Interested in working with the V-GaN Tech Hub? Read and sign our MOU here.

Let’s get millions in GaN innovation funds to Vermont businesses

It’s about to become less expensive and greener to make everything from electric planes to radar stations and battery chargers.

It starts with gallium nitride (GaN). In the next decade, it’s set to overtake silicon as the semiconductor substrate of choice for high power and high frequency applications.

Here in Vermont, we have an opportunity to accelerate that transition with over 75 million in federal CHIPS Act funds.

This money will fund critical product development resources for the Tech Hub community and support GaN development projects at local businesses.

That’s because Vermont is one of 31 Tech Hubs, known as Vermont-GaN, or V-GaN for short, chosen by the U.S. Department of Commerce’s Economic Development Administration (EDA).

But the funds aren’t a guarantee. We need to show the EDA why GaN innovation would be a game-changer for our state.

GlobalFoundries, a founding member of the Tech Hub along with the State of Vermont and the University of Vermont, is the driving force.

They’ve discovered a new way to use GaN to:

  • Lower your production costs by reducing the number of chips on a GaN circuit board by up to 5X.
  • Further increase your profitability by decreasing production time.
  • Replace the need to buy GaN internationally, creating thousands of jobs in Vermont.

This all adds up to greener, more profitable local manufacturing.

Join the V-GaN campaign now to show your support.

GlobalFoundries is ushering in an order-of-magnitude improvement in how we can leverage the power of gallium nitride. They can do that because the foundry has a deep history in complex multi-substrate devices that few foundries do.

Doug Merrill

Douglas Merrill

University of Vermont, Regional Innovation Officer

By being a leader in introducing GaN, we expect to have a competitive edge in this area…we’re counting on the industry moving to many products that use GaN and there being a high demand.

Scott Johnson

Scott Johnson

GlobalFoundries, Senior Director of Technology Development

VGaN Leadership

Regional Innovation Officer

Doug Merrill


Steering Committee

Phyo Aung Kyaw

Resonant Link

Charlotte Bacon

Dartmouth College

Patrick Boyle


Ted Brady

Vermont League of Cities and Towns

John Cammack

KingCedar Holdings

Kevin Chu

Vermont Futures Project

Tricia Coates & Maureen Hebert


Kirk Dombrowski


Matt Dunne

Center on Rural Innovation

Nick Grimley & Joan Goldstein

Vermont Agency of Commerce and Community Development

Jeralyn Heraldson


Kesha Ram Hinsdale

Vermont State Senator

Scott Johnson

Global Foundries

Joyce Judy

Community College of Vermont

Robert Sarkissian


Phil Sussman & Sherman Patrick

Norwich University

Our Partners

Developing the next generation with:

Frequently asked questions

If you have any additional questions or would like to reach out for more information regarding the Vermont GaN Tech Hub, please send us an email.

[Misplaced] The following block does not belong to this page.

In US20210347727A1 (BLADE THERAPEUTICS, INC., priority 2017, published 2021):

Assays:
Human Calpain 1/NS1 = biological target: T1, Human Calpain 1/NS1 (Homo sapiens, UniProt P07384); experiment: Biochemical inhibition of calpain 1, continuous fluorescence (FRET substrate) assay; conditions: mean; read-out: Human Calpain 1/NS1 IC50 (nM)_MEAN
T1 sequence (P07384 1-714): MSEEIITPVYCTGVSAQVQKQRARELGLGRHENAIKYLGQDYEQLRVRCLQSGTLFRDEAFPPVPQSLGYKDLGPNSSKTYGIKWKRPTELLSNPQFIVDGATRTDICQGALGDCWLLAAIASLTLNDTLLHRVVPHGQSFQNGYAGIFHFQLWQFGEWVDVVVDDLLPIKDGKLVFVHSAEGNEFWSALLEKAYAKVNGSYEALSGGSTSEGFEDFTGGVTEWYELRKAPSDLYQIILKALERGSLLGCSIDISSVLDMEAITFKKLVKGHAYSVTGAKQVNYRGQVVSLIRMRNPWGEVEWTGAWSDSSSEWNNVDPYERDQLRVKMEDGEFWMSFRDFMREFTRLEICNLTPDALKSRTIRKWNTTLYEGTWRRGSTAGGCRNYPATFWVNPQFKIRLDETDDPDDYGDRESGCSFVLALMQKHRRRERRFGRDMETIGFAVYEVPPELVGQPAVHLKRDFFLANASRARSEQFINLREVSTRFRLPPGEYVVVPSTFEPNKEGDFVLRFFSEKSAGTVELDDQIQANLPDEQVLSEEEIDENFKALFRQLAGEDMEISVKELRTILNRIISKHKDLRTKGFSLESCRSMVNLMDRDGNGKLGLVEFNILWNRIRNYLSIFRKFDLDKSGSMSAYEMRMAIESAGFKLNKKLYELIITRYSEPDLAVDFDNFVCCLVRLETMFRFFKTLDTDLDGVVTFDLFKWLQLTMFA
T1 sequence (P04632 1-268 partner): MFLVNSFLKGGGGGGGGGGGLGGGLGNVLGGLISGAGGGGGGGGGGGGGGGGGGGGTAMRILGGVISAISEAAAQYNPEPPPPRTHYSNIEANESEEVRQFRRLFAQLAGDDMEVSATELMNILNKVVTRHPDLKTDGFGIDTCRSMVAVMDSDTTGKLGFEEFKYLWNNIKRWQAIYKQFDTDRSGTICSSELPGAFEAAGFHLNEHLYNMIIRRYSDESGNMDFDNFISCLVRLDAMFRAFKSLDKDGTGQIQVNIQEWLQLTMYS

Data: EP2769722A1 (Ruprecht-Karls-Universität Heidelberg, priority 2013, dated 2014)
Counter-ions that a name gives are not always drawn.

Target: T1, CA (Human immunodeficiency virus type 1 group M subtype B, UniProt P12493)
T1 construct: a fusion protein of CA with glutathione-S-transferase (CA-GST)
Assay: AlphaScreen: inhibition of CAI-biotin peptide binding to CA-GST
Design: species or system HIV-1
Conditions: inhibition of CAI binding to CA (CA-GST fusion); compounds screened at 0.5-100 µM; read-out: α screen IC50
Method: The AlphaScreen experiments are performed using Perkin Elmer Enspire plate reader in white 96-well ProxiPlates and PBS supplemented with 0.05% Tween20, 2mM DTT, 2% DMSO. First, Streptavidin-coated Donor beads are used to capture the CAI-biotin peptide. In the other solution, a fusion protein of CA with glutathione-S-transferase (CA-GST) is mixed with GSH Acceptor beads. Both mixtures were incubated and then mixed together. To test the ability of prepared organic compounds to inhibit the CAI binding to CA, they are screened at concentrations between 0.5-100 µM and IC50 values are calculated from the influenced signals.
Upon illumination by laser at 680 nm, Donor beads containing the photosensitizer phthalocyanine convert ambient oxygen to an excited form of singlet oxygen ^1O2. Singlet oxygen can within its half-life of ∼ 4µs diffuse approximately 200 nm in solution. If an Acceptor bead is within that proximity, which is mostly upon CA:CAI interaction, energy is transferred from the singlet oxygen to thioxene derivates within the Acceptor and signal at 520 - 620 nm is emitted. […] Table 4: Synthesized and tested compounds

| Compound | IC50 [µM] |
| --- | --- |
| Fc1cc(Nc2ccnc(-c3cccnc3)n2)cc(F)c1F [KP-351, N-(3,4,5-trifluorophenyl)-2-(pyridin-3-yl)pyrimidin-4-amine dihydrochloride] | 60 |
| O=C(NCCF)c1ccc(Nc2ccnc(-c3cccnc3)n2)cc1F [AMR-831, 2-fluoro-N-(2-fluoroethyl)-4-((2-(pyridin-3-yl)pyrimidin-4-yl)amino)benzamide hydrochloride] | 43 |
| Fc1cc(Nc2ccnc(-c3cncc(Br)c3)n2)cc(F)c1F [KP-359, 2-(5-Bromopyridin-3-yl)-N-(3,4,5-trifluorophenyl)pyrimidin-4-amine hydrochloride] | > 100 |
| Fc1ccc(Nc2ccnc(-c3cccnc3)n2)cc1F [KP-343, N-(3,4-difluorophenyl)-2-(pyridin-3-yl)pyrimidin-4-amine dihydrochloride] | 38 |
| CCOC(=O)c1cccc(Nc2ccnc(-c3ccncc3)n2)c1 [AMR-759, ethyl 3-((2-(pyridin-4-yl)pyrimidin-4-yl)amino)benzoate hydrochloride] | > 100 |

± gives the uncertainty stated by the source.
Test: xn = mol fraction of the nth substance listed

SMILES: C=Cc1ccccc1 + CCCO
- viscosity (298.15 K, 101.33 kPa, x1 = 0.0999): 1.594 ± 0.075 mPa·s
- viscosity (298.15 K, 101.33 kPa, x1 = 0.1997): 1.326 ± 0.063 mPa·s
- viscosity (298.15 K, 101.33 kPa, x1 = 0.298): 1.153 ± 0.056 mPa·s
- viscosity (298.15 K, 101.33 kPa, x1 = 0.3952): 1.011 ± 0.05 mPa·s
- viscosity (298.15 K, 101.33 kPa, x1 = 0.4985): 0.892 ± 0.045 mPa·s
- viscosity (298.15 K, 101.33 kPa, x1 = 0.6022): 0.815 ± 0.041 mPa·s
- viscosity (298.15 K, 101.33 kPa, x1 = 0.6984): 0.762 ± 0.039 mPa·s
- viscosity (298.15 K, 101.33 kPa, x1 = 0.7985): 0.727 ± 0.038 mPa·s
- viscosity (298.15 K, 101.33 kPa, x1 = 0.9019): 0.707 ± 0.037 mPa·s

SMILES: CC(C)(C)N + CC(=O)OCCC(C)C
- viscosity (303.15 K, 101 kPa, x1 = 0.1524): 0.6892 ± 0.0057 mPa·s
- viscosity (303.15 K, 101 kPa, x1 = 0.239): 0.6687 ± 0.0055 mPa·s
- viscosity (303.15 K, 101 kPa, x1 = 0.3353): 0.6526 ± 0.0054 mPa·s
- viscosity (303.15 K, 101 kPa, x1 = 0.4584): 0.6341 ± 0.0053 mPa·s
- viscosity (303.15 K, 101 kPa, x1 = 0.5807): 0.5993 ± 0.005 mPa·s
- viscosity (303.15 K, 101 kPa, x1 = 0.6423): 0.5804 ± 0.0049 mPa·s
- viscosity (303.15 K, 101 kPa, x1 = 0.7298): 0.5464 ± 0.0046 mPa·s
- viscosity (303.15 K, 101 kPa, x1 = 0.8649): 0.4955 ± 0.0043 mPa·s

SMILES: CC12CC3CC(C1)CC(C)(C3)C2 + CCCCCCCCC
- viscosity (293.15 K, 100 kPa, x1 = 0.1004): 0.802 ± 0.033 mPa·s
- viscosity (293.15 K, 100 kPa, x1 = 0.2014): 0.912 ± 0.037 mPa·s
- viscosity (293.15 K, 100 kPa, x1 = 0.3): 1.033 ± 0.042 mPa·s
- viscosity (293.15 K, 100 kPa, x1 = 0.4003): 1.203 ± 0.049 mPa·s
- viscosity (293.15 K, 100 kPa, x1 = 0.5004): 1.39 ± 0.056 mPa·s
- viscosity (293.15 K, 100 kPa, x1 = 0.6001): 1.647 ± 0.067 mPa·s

GaN is short for Gallium Nitride, a semiconductor compound. Semiconductor devices are built on substrates, think of the substrate as the dough disk below a pizza. Semiconductor devices that are built on GaN substrates have different properties than devices built on the more common silicon substrates, and these properties give them significant advantages in many applications.

GaN based semiconductors are in a class of materials called “Wide Bandgap Semiconductors” These materials can handle much higher voltage differences across them. This property makes them ideal for power conversion and motor controller applications. The first consumer product use of GaN devices is in the much smaller, but much faster wall chargers that mobile phone makers introduced about three years ago. Power devices made on GaN are smaller, more efficient, more powerful, and less expensive than equivalent devices made on traditional silicon.

The second property that helps GaN devices excel is known as ‘High Electron Mobility.’ Simply put, this means that the electrons in the atoms making up the semiconductor are not as tightly bound to their atoms as they would be in a silicon device. This property provides two valuable advantages. First, it results in more efficient transmission, meaning less heat production and higher electrical efficiency. Second, it means that GaN devices are capable of higher switching speeds, meaning that they can be turned on and off much faster than a traditional semiconductor. This makes them valuable for radio frequency (RF) devices like amplifiers and switches.

The US Department of Commerce’s Economic Development Agency launched the Tech Hub Program in 2023 to strengthen U.S. economic and national security with investments in regions across the country to make them globally competitive in the technologies and industries of the future. The program’s 31 Hubs will bring together diverse private, public, and academic partners into a collaborative consortium focused on driving inclusive regional growth.

Tech Hubs can apply for up to $75 million in grant funding by submitting proposals for projects in any of four eligible activities: workforce development, business and entrepreneur development, technology development and maturation, and related infrastructure activities. The Tech Hub will work with partner organizations to create projects and write proposals for up to eight projects by February 29, 2024. All projects must help the Tech Hub move toward fulfilling its mission. Organizations interested in creating or participating in a project should read the “Phase 2 Notice of Funding Opportunity (NOFO)” on this website.

If your organization has a project idea or believes it may be a useful partner in a project, please fill out our ‘Contact me’ sheet and we will follow up with you shortly.